Tata Steel Ltd’s plan to sell its Netherlands operations to Swedish steelmaker SSAB AB has run into a hurdle with two large SSAB shareholders expressing reservations about the deal, two people aware of the discussions said.
SSAB has told Tata Steel that it may not be able to close the deal within the six-month internal deadline agreed to in November, the people cited above said on condition of anonymity, adding the deal is not off the table yet. The development was first reported by Swedish business daily Dagens Industri last week.
“There are several issues that could potentially stall the deal,” one of the two people cited above said. “This includes concerns around higher carbon footprint for the Swedish steelmaker, which will come with the acquisition, and this is something a section of SSAB’s shareholders are not comfortable with as things stand.”
In November, Tata Steel said it had begun talks with SSAB Sweden to sell its profitable division in the Netherlands where its IJmuiden plant has about 7.5 million tonnes of annual steel-making capacity.
The Dagens Industri report said two of SSAB’s largest shareholders—mining company LKAB and asset manager Industrivarden—were sceptical about the deal. The two investors together own 20.9% of SSAB, according to Dagens Industri.
Responding to a query, a Tata Steel spokesperson said, “Tata Steel confirms that discussions with SSAB are currently ongoing. We will disclose any further update only when it is appropriate to do so.”
“We have no comments around this at the moment and do not comment on any speculations in the media. When we have further information, we will communicate that promptly,” an SSAB spokesperson said in an email response.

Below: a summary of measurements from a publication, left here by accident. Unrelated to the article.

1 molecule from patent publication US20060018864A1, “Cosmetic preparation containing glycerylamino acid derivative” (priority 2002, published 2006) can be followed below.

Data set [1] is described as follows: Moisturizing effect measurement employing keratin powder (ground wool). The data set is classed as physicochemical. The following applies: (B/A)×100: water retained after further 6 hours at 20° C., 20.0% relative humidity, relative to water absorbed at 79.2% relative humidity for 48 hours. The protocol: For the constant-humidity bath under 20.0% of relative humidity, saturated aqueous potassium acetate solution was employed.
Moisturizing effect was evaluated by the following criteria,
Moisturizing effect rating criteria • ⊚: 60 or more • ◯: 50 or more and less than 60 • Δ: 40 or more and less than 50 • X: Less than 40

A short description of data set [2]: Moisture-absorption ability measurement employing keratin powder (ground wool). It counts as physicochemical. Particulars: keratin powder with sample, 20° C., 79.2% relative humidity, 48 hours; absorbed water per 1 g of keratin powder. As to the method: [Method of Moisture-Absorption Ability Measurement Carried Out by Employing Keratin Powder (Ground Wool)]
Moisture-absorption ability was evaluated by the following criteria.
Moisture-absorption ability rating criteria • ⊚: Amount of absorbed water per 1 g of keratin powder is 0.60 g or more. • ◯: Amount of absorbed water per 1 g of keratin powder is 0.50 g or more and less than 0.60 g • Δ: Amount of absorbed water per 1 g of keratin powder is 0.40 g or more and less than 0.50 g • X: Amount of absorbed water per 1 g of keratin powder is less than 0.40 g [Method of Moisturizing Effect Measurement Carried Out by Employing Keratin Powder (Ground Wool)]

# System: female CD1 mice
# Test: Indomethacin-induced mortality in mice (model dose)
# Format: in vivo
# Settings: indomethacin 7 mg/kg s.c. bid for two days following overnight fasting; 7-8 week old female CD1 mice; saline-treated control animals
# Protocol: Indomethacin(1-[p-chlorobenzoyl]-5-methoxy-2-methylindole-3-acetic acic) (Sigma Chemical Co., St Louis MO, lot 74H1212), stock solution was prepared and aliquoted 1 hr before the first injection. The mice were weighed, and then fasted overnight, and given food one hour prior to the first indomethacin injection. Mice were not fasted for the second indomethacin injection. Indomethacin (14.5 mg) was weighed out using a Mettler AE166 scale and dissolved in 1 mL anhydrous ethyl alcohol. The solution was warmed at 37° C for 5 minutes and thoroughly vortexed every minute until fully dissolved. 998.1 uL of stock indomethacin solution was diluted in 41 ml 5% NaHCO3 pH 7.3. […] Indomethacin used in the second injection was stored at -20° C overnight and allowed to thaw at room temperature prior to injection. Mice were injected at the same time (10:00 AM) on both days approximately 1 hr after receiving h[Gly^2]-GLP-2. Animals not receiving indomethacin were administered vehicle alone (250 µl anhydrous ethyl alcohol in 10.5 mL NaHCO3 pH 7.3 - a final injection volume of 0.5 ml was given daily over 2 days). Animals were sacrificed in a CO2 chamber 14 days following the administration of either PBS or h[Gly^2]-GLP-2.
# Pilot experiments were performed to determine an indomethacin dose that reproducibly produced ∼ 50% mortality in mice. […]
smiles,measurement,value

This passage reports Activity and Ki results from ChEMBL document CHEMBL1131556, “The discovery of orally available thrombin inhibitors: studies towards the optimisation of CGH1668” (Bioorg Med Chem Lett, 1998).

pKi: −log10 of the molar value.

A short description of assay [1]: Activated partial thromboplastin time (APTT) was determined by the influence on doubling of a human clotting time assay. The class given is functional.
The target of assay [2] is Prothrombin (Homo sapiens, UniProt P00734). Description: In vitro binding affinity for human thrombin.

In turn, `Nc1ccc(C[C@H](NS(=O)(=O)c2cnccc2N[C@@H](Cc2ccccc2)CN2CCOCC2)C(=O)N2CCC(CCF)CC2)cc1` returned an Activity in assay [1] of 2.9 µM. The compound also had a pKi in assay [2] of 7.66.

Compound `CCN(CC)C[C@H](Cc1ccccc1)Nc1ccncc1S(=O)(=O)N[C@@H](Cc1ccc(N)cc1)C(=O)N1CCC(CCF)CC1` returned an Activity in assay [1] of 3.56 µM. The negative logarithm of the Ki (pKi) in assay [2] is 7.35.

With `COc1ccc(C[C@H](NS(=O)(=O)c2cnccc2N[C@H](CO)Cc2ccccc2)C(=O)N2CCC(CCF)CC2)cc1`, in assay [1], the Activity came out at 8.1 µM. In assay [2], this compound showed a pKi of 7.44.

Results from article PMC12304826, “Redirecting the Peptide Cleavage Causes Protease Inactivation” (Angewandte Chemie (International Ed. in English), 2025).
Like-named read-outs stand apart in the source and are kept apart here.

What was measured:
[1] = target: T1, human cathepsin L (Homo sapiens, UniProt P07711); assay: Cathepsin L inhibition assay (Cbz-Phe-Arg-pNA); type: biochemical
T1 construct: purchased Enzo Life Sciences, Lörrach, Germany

Another challenge is securing regulatory clearances from the European Commission, (EC) whose chief concern is to prevent price cartelization.
“In Europe, the steel sector concentration is already on the higher side, with just about half the market with ArcelorMittal. So, the EC will be particularly concerned about a single producer gaining significant market share,” a steel sector analyst said on condition of anonymity.
In 2019, Tata Steel’s proposed merger with German steel giant Thyssenkrupp was called off after conditions set by the European Commission made the deal untenable.
A potential merger between SSAB and Thyssenkrupp also did not go ahead for similar reasons.
“There were a lot of learnings for Tata Steel from that episode which will probably come in handy in closing the deal this time around despite the hurdles,” said the second person cited above.
After a proposed joint venture between Tata Steel Europe and Thyssenkrupp ’s steel unit was blocked by EC in 2019, Tata Steel’s management has been seeking alternative solutions to its European operations, which weigh on the parent’s balance sheet with high operating expenses and over $2 billion in accumulated debt.
If the sale of the profitable Dutch plant goes through, Tata Steel believes it will be able to hammer together a financial rescue deal with the UK on the remaining Port Talbot unit (in southern Wales) to keep it operational.
For investors in Tata Steel, India’s second-largest steel producer, the proposed transaction was seen as a positive development after a weak performance through FY20 and a disastrous first quarter. With the operating metrics for India bouncing back and a solution in sight for recouping losses in the Europe, the company is aiming for a turnaround.
News Source:- livemint